It is not difficult to figure out that nurses have tough schedules. Hospitals are open around the clock, so nurses need to be available, too.
In most hospitals, nurses are constantly having to adjust and readjust to rotating schedules. It is the hospital’s way of making coverage for less desirable shifts “fair.” Additionally, nurses often work extra shifts to cover for sick coworkers or understaffed facilities.
When nurses become exhausted, however, it can have a serious impact on safety and the quality of care for patients. Here’s what you should know about the risks of tired nurses.
Why are nurses so tired?
Hospital staffing is difficult. Administrators try to accommodate nurse requests while keeping enough staff to support the changing needs of incoming patients. In many cases, administrators and other supervisors offer incentives to nurses who are willing to cover extra shifts.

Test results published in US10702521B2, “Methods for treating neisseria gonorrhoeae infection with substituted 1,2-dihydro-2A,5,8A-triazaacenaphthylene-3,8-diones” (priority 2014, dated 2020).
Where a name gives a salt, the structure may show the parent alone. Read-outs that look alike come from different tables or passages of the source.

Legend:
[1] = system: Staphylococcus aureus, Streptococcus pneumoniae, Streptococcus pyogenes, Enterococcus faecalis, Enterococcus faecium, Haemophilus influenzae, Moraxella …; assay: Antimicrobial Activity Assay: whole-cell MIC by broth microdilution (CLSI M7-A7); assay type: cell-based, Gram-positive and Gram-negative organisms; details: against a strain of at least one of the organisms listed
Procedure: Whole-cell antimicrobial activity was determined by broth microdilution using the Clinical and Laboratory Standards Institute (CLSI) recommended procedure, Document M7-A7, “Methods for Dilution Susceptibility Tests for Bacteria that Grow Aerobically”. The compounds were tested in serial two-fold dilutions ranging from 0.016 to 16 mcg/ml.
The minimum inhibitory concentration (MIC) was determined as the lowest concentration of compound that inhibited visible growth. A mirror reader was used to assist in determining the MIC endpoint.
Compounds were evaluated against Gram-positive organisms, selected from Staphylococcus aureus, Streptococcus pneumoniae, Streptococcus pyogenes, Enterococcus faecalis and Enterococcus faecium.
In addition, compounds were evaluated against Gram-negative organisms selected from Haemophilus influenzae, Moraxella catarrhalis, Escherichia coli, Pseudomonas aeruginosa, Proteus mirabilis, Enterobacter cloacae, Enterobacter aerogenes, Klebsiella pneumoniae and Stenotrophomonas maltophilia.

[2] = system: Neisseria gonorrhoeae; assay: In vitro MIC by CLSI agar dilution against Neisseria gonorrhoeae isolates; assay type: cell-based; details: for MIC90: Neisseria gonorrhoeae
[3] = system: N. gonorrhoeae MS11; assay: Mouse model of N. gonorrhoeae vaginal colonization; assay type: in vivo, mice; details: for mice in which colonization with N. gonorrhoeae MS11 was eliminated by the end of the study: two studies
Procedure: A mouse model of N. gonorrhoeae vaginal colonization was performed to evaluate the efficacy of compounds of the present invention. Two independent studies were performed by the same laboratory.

For most nurses, helping comes naturally. Whether they are faced with patients or supervisors, they want to provide support where they can. Unfortunately, nurses often agree to help with shortages without considering the impact extra shifts will have on their level of fatigue.
What happens when nurses are overtired?
In most jobs, if an employee is overtired and makes a mistake, it is relatively simple to remedy. When nurses are overtired, a mistake could reach many areas of patient care, including:
- Missed charting
- Overlooked symptoms
- Lack of communication between staff
- Incorrect treatment administration
There may be many reasons a nurse might make an error, but fatigue is a common one. During your stay in the hospital, you can support your care team by double-checking for errors and reminding staff, if they seem forgetful.